Chapter Summaries external image the+anatomy+of+wings.jpg


Beth: Jennifer’s sister who dies at the beginning of the story. Is said to be able to see angels and really wants to save everything. She especially wants to save Marco.

Jennifer: ten year sister of Beth. Has a beautiful singing voice that she lost when Beth died. Loves facts and birds.

Danielle: Sister of Beth and Jennifer. She has been very depressed since Beth died which she expresses by drawing sad songs. She also has to wear a back brace which upsets her.

Mom: Worries incessantly that her kids will die. Does not get along with grandma and tells her kids that they are not aloud to go see her. When Beth dies she stops trying to be a good mom to her other kids.

Dad: Closest to Beth before she dies. He drinks a lot now that she is dead. Leaves the family because he can not handle Beth not being there anymore.

Angela: Jennifer’s best friend. She is trying to help Jennifer find her voice.

Grandma: A very religious woman who believed that Beth could see angels. she prays to all the saints. Tries to get Jennifer’s voice back

Marco: Beth’s “boyfriend” who is much older than her but decides to break it off because he is afraid of getting in trouble. He is mostly using her for sex.

Study Questions

Why does the author provide background for the other people that live on the street with the Day’s?

Why does Mrs. Day talk about death repeatedly and what does it add to the story?

What do the artifacts in Beth’s box say about her?

What causes Beth to rebel from her family? Did she mean to hurt them?

Beth is obsessed with saving bugs and people does she save anyone or does it hurt her?

What is the significance of the eagles?

Historical Context

The book takes place in Australia in the 1980's in the midst of a economic recession in which the stock market crashes. As well as an environmental revolution in where issues involving the environment cam to the forefront. These world news however do not affect the book and how the story is presented.


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The Anatomy of Wings takes place in a small mining town in australia. The Day's live on Dardanelles Court a street that is within walking distance to a beach as well as a water tower where the girls take frequent refuge. Many times in the book it describe having to take the highway to get to school.

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Key Quotes
"Beth had opened her eyes but she seemed dazed; she kept looking past all the faces bent over her toward the sky. Her lips moved. A very faint smile crossed her mouth." (pg 28)- first time Beth sees angels

" I knew a butterfly wing couldn't repair itself once it was torn." (pg. 30)- Symbolism for Beth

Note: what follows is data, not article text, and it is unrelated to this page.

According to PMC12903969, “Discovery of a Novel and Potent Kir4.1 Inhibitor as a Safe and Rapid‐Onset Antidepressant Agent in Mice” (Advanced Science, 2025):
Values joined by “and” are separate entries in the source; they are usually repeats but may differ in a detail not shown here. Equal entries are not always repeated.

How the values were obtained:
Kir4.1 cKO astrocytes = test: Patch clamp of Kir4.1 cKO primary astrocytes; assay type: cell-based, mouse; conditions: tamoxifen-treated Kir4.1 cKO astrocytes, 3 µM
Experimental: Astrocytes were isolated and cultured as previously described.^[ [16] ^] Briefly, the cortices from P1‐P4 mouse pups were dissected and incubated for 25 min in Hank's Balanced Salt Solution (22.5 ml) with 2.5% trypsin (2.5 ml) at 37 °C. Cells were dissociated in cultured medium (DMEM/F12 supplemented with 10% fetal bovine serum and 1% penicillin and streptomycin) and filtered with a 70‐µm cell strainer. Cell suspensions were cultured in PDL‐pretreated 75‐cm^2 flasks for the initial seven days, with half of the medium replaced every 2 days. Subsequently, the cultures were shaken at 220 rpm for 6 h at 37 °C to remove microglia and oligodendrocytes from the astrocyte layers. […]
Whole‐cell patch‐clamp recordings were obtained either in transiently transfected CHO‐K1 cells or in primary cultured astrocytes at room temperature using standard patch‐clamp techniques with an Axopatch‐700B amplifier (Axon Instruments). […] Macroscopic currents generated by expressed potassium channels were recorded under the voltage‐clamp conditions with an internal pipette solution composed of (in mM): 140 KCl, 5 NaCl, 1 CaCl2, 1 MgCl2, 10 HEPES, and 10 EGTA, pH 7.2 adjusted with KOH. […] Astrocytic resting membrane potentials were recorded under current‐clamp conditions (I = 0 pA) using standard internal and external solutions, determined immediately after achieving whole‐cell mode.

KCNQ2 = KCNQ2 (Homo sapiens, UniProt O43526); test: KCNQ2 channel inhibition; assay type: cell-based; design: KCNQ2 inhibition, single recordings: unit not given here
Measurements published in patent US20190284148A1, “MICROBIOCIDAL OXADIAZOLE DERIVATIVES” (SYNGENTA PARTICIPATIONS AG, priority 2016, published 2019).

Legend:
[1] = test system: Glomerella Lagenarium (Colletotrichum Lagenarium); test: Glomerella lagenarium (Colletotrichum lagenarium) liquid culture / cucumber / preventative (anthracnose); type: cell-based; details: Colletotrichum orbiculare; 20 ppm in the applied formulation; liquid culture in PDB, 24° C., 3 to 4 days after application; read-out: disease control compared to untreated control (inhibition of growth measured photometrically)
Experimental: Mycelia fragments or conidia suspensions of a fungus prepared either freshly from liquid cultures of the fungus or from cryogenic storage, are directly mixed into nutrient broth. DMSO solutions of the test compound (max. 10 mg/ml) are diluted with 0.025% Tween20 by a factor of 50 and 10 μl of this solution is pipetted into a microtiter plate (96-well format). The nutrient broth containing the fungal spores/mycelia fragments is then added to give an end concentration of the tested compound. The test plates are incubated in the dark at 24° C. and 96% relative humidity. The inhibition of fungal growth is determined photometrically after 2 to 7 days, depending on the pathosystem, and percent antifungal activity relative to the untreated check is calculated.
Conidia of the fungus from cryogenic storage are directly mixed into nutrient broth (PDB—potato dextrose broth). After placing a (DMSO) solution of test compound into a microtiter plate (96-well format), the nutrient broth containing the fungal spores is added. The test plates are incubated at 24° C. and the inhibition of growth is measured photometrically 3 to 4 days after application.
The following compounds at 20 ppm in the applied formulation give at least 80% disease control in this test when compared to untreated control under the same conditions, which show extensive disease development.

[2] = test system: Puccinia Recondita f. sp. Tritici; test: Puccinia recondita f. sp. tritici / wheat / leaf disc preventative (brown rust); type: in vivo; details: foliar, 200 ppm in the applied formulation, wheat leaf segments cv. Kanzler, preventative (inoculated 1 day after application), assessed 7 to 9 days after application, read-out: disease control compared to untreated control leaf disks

"When she sat in the little living room she seemed too big for our small house." (pg 154)- Shows the tension in the house with Beth there

"When I had cried something had loosened in me, a small section had peeled, and for a little while the new exposed part had throbbed." (pg 208)- Shows that the reason her singing voice was gone is because she was holding her feelings about her sisters death inside.

"' Something terrible is going to happen, you know,"' (pg 237)-Beth's premonition of her death

"For a brief and beautiful moment my yellow wings were released from their pin and floated upward into the room. The whole class held its breath. They flapped three times, gained altitude on an updraft, hovered briefly, and then fell to the floor." (pg. 324)

Author Biography

Karen Foxlee grew up in Mount Isa in Australia on which the story’s town- Memorial- is based on. She now lives in Gympie, Australia with her one daughter. The Anatomy of Wings is her first book winning her the 2006 Queensland Premiers Literary Award for Best Emerging Author and the Common wealth Writers’ Prize. Foxlee identifies most with Australian writers such as Kate Grenville, Cate Kennedy and Deborah Robertson as well as American writer Marilynne Robinson.

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Book Reviews
"Sometimes your ead a book so special that you want to carry it around with you for months after you've finished, just to stay near it. The Anatomy of Wings is one of those books."
-Markus Zusak, author of The Book Thief

The metaphors embedded in the story and the luscious prose will hold readers until the moving conclusion."
- Publishers Weekly

A brilliant debut novel, well-written and insightful."
-The Sydney Morning Herald
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